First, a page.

Well, that kind of day in the market takes your breath away!
The Dow down 3.6%, broader indices like S&P 500, NASDAQ or Russell 3000 off even more. Not much fun today in investor relations – or capital markets as a whole. We’re officially in “correction” territory now, though not a bear market.
The analysts, pundits and politicians will have much to say. Let me just offer this perspective: Life is about the long haul, not the “flash crashes.” I would suggest three applications of a long-term view:
- The practice of IR has less to do with today’s market price – especially when your company is caught up in a market stampede, up or down – than it has to do with your company’s performance in the next year, or two, or five. Be energized and on top of everything, but keep your eye on the horizon.
- Investing isn’t really about the short term, either – although some fortunes are no doubt gained or lost on days like today. Investing is still about putting money to work in businesses with the knowhow and guts to create value … long-term. The lemmings are charging headlong one direction or another, but the wiser heads will survive and even thrive in the long run.
- Regulation of the markets shouldn’t be about a “flash,” either – whether it’s the May 6 “oops” market or the May 20 “we’re really worried” sell-off. Short sellers, or even trading glitches, don’t do much permanent damage – an economy full of fear does. The focus in Washington should be on fostering an environment that encourages the capital formation that, in turn, fuels economic growth. Flogging investment bankers or hauling fat-fingered traders before Congressional committees, while entertaining, doesn’t really help anyone. Ensuring an honest, free, liquid market that enables new and existing companies to raise capital should be the focus of legislation and regulation.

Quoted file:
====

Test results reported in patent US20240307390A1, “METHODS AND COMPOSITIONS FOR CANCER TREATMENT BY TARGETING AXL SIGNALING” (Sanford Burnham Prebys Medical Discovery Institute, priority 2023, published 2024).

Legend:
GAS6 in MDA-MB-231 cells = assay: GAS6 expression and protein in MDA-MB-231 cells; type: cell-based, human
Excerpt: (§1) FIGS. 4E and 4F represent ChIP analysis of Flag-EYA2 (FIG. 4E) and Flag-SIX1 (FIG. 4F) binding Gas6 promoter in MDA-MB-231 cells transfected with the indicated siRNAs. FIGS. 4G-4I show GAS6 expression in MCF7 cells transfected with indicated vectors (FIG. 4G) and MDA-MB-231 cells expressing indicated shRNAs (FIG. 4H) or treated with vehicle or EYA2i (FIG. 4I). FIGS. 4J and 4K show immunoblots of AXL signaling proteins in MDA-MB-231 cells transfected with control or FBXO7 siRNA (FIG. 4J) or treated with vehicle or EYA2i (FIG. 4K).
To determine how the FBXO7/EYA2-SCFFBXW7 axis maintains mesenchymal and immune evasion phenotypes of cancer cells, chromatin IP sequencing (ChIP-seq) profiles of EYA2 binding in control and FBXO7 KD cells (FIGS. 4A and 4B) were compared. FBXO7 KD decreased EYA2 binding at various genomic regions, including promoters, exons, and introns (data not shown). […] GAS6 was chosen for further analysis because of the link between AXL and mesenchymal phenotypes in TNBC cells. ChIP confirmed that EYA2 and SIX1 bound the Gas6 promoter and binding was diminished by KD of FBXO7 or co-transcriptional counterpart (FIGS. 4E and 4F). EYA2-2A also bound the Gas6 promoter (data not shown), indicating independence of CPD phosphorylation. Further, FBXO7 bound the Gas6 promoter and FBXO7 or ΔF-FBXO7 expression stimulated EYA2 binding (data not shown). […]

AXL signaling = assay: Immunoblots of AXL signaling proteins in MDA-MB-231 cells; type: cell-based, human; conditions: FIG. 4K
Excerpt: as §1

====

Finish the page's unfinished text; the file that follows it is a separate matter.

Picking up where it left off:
We live in a world dominated by instant media, politicians and analysts eager to jump in front of a TV camera, opinions driven by Internet chatter – so we see a lot of breathless proclamations of one instant “crisis” or another.
Let’s take the long view.